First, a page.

|Publication number||US4106062 A|
|Application number||US 05/685,923|
|Publication date||Aug 8, 1978|
|Filing date||May 12, 1976|
|Priority date||May 12, 1976|
|Publication number||05685923, 685923, US 4106062 A, US 4106062A, US-A-4106062, US4106062 A, US4106062A|
|Inventors||Francis C. Foote|
|Original Assignee||Addressograph Multigraph Corp.|
|Export Citation||BiBTeX, EndNote, RefMan|
|Patent Citations (10), Referenced by (38), Classifications (14), Legal Events (1)|
|External Links: USPTO, USPTO Assignment, Espacenet|
This invention relates to an apparatus or system for producing magnetically encoded articles.
In the context of the present invention, a magnetically encoded article is one in which a magnetic stripe is carried by an article for storing information. Credit cards, electronically encoded identification cards and magnetic programming cards for calculators are exemplary of the forms of magnetically encoded articles which may be produced by the present invention.
It is current practice to manufacture cards with magnetic stripes and stockpile such at issuing centers for subsequent embossing and encoding at the time of issuance. With the advent of credit authorization systems and printing terminals, magnetic stripe cards are becoming more important in the business world. It is anticipated that such cards, for the most part, will not contain embossed data, but store all transaction related information on the magnetic stripe. However, as explained herein, present day production methods do not readily lend themselves to the mass production of such cards.
With existing systems the first step in the manufacture of credit cards involves non-encoded card blanks which are produced and stockpiled for encoding at various locations. Generally, encoding of the magnetic stripe data is carried out by the card issuer, or organization responsible for operation of the card plan. In addition, human-readable indicia is often formed on the card. Commonly this is done by embossing at the time of encoding which also allows data capture by imprinting at the point of sale. The encoded cards must then be prepared for mailing to the user. A mailing envelope is printed and the finished credit card inserted therein with a printed folder. It is not uncommon for systems to automatically print the envelopes and folders.
Credit card production methods commonly practiced are order-dependent. In other words, the human-readable indicia placed on the card corresponds to particular magnetically encoded information, such as account number. Therefore, it is necessary to keep the cards in the same sequence in which they were encoded. Further, maintaining the correspondence of cards to printed jackets and envelopes to which they correspond is also order-dependent.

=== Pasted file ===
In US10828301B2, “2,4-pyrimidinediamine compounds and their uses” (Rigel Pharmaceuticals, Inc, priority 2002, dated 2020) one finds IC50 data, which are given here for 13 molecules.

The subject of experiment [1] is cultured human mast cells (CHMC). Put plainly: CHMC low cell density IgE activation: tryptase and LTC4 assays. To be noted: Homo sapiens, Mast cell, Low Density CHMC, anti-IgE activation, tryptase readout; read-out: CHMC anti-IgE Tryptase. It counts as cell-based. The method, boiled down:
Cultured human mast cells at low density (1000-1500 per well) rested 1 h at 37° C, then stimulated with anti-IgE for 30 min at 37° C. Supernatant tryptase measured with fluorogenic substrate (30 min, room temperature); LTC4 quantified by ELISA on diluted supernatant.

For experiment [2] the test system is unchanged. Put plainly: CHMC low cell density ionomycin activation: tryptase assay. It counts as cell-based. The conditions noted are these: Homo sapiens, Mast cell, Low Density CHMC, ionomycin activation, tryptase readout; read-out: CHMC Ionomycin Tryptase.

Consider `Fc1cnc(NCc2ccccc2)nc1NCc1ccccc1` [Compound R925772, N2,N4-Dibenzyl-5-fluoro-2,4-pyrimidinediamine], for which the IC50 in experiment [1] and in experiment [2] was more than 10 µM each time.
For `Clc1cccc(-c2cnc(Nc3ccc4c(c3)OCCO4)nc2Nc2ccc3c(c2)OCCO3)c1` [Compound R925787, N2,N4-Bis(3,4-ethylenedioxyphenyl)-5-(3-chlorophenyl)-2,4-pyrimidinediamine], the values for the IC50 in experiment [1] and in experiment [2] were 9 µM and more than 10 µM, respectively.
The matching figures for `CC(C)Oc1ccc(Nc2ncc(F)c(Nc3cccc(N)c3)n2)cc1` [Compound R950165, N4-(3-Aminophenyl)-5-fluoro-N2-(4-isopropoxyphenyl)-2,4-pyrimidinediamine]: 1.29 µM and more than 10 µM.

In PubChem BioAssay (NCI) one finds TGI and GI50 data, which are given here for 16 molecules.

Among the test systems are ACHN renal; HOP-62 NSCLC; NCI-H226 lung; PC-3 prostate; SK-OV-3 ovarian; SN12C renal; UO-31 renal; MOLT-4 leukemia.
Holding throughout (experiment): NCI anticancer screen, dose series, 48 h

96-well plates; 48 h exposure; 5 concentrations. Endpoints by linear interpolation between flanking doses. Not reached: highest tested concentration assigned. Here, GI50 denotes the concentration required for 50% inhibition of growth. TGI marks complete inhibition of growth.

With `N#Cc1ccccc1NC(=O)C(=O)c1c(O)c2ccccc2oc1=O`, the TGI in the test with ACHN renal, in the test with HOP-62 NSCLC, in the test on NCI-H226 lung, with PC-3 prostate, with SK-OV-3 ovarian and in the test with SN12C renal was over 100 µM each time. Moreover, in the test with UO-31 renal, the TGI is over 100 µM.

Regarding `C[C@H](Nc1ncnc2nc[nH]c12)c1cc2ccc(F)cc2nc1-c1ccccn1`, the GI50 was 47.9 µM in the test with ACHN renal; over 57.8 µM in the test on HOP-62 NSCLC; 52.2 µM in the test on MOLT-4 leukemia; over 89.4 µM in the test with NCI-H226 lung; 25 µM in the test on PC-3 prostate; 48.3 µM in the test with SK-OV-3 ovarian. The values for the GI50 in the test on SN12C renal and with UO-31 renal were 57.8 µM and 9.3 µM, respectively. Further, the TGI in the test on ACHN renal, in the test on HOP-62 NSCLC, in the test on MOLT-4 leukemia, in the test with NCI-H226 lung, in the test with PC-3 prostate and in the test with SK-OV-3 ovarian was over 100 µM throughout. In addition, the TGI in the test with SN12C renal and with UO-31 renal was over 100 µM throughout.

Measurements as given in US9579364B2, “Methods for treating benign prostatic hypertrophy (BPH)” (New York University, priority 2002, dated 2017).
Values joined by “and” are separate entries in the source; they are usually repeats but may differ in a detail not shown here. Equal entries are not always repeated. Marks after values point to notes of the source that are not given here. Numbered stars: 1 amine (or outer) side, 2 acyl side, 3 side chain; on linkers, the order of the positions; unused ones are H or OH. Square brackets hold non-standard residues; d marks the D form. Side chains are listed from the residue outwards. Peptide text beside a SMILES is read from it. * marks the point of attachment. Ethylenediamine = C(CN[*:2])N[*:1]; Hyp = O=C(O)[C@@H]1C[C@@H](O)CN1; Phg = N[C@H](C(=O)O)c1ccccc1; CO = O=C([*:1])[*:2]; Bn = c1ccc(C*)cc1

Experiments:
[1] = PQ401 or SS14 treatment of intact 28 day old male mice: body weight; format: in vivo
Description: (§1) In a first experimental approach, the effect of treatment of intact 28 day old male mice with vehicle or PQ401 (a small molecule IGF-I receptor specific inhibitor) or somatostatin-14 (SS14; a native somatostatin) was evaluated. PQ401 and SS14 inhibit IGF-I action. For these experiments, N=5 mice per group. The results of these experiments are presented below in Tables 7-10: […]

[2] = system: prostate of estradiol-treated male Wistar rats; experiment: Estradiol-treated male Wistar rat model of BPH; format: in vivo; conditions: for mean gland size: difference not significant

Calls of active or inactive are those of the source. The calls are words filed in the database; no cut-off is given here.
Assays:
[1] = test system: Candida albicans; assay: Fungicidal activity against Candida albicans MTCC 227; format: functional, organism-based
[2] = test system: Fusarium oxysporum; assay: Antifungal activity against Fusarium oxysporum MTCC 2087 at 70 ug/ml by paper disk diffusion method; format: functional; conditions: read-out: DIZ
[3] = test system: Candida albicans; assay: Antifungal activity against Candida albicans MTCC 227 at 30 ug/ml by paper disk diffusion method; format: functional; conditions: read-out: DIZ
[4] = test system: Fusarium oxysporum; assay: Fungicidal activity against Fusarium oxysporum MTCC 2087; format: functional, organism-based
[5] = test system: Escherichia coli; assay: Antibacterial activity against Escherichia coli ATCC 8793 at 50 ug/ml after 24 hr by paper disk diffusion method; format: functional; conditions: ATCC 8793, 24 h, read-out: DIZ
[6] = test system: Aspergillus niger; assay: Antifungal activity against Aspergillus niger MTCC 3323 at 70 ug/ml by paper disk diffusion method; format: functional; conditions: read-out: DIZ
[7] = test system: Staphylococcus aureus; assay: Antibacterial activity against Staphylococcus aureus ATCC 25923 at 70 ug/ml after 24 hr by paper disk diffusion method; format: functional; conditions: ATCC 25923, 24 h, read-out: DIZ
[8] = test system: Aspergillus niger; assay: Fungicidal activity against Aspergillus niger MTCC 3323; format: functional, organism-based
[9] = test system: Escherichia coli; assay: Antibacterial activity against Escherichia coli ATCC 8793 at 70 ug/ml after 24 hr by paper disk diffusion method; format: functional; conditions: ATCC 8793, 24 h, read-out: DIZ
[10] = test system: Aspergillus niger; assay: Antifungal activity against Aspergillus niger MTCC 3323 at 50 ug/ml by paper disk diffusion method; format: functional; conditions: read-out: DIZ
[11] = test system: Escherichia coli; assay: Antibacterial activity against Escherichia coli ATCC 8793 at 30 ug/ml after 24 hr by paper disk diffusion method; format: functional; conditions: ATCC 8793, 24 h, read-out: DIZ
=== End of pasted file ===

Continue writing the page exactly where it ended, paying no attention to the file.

Certain disadvantages arise from the commonly practiced procedures. In the encoding process, the card blanks are moved past a recording head by a transport apparatus for encoding. For satisfactory encoding, it is necessary to control interbit jitter within certain standards. Generally speaking, interbit jitter is non-uniformity in spacing of digital bits encoded in the magnetic material. This is due primarily to variations in speed or timing during the encoding process. Even when a shaft encoder is utilized with the transport, slippage between the card blank and the drive rollers will result in interbit jitter. Due to the mass and inertia of a card blank, glazing of the drive roll, misadjustment of drive roll force, etc., the slippage may be significant resulting in an unacceptable level of interbit jitter. On the other hand, it is less difficult to maintain tolerances for interbit jitter when encoding the information directly onto magnetic tape not affixed to a card. Thus, it would be desirable to have a system for producing credit cards wherein the magnetic information is recorded prior to bonding of the tape to the blank.
Another disadvantage is that if a card is improperly encoded, it must be rerun with the next batch or sequence of cards. This requires that the data for that particular card be recorded on the master tape for the subsequent run or otherwise inputted into the system. Such results in modification of the original card order and causes significant delays and additional handling steps in the process. This is true even for systems which do not emboss data on the cards. Therefore, it would be desirable to have a system capable of re-encoding cards automatically and maintaining the original card sequence.